3 Apr 2024 18:25

Estonian PM doesn't believe bill on depriving Russians, Belarusians living in Estonia of right to vote in local elections will be adopted

TALLINN. April 3 (Interfax) - Kaja Kallas, Estonian prime minister and chair of the Reform Party, said she does not believe that the bill on depriving Russians and Belarusians living in Estonia of the right to vote in elections to local self-governance bodies drafted by her party will be adopted by the parliament.

"We have drafted [a bill] that can suspend the rights of citizens of Russia and Belarus without having to change the constitution. This draft did not get support, you yourself don't support it," Kallas said at the government's information hour in the parliament on Wednesday.

"If the republic's President Alar Karis already said he will not proclaim [approve] this law; if the chancellor of justice said she will definitely appeal to the State Court if the president proclaims this law, we will stir up a lot of froth, but will not achieve a real result," the prime minister said.

On April 1, Reform Party faction member Partel-Peeter Pere said that "in the near future, the Reform Party will submit a bill to the parliament, which will allow depriving third country citizens of the right vote in municipal elections without amending the constitution."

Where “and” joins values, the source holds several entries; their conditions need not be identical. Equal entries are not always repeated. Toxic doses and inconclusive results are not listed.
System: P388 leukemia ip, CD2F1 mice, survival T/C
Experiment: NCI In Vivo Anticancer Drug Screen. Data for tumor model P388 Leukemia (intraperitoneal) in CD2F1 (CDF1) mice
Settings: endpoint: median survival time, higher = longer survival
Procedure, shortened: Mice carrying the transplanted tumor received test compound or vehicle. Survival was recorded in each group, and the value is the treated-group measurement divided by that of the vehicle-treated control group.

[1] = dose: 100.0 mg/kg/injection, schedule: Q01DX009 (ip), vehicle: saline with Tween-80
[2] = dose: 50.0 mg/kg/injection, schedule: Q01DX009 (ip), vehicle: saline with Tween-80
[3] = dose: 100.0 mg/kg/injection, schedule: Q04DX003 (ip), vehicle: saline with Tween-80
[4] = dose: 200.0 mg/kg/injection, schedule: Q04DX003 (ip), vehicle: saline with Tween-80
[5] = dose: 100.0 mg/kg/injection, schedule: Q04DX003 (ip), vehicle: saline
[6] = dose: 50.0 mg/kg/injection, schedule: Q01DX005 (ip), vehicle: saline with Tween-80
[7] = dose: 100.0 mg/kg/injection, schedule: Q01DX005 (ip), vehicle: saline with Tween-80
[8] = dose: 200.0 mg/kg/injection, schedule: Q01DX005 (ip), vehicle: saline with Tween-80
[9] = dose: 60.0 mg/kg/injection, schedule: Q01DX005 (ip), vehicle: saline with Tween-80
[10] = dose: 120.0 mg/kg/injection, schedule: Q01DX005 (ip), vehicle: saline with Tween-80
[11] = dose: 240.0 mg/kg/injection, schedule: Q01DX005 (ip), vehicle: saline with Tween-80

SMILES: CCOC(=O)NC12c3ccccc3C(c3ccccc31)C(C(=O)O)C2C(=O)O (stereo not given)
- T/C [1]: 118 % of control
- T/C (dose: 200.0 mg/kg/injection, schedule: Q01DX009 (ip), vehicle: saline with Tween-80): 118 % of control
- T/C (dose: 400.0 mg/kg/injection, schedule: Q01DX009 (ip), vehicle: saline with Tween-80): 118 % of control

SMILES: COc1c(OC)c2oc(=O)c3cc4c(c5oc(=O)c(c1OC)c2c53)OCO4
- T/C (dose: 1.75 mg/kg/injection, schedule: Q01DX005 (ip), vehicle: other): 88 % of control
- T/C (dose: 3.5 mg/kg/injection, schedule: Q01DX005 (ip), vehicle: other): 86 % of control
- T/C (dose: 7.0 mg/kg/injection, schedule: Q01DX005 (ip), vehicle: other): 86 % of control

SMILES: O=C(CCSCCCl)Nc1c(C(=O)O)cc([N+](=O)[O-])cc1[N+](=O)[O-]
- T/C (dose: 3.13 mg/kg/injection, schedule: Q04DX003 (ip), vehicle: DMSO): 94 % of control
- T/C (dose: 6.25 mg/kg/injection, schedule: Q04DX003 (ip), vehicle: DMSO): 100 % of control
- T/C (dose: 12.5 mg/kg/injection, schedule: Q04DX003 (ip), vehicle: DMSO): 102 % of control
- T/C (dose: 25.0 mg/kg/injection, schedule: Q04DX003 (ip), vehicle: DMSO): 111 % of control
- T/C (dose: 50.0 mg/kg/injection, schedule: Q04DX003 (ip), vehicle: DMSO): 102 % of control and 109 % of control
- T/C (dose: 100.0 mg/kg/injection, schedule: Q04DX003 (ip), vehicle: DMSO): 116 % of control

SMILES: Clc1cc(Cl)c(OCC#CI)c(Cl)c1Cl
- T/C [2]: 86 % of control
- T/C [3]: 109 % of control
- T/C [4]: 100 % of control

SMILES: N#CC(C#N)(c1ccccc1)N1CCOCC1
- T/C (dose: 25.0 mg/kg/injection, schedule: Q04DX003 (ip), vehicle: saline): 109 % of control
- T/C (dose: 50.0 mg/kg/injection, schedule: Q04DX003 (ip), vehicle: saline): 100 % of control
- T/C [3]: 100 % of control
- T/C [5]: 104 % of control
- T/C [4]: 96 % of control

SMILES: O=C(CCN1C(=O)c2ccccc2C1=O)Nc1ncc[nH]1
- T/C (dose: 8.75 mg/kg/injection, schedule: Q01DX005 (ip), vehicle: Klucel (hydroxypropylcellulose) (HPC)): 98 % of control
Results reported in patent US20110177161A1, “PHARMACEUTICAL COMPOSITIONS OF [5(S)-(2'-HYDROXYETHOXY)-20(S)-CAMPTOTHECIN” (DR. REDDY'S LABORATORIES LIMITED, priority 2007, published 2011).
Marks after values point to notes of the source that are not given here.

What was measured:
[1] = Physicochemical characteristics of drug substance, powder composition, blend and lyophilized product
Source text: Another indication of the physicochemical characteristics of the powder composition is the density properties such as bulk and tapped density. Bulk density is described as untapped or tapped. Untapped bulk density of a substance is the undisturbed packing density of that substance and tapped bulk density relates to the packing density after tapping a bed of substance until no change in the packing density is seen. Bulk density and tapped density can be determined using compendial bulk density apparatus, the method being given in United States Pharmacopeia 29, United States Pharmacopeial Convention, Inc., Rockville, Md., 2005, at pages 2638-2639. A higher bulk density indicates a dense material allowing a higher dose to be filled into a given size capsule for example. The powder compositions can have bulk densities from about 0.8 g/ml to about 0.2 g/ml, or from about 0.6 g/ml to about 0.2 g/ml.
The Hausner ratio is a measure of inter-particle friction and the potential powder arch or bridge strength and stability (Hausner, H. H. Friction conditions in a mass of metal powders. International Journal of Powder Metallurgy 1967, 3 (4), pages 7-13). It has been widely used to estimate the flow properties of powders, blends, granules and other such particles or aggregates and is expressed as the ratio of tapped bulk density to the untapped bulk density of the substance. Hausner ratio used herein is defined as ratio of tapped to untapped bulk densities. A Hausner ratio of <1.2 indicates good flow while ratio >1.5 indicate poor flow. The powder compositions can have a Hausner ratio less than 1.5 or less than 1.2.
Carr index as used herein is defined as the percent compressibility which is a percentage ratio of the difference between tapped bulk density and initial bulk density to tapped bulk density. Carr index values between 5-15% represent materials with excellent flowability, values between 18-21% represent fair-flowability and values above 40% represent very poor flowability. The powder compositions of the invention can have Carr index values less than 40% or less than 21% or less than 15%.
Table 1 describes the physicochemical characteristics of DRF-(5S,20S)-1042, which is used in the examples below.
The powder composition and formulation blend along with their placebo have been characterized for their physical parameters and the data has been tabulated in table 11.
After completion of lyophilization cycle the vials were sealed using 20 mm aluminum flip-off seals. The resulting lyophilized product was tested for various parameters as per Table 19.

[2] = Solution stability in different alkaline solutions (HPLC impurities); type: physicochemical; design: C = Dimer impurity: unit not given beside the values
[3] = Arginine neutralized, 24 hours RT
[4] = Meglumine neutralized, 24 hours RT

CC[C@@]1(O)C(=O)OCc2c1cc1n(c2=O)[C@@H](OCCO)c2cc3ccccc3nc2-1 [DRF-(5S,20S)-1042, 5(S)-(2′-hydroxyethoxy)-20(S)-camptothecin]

The bill will be submitted next week, Pere said as he commented on talks to form a new coalition in Tallinn.

The issue of depriving citizens of Russia and Belarus living in Estonia of the right to vote in municipal elections started being discussed recently due to the change of administration in Tallinn, where some one-third of the population are Russian-speaking residents, who traditionally vote for the Center Party, which rules in the capital.

About a third of the Tallinn population are Russian speakers. Center Party Chairman, Russian-speaking politician Mikhail Kolvart, who repeatedly spoke in favor of Russian-language education in Estonia and defended the right of schools to choose the language of education, has been the mayor of Tallinn since April 2019.

On March 26, the City Assembly passed a motion of no confidence in Kolvart, following a court ruling that found corruption in the construction of the Porto Franco complex in Tallinn. Kolvart himself was not charged with corruption.

The talks on a new coalition, which began on Sunday, centered on removing the Center Party, traditionally supported by most Russian-speaking voters, from office.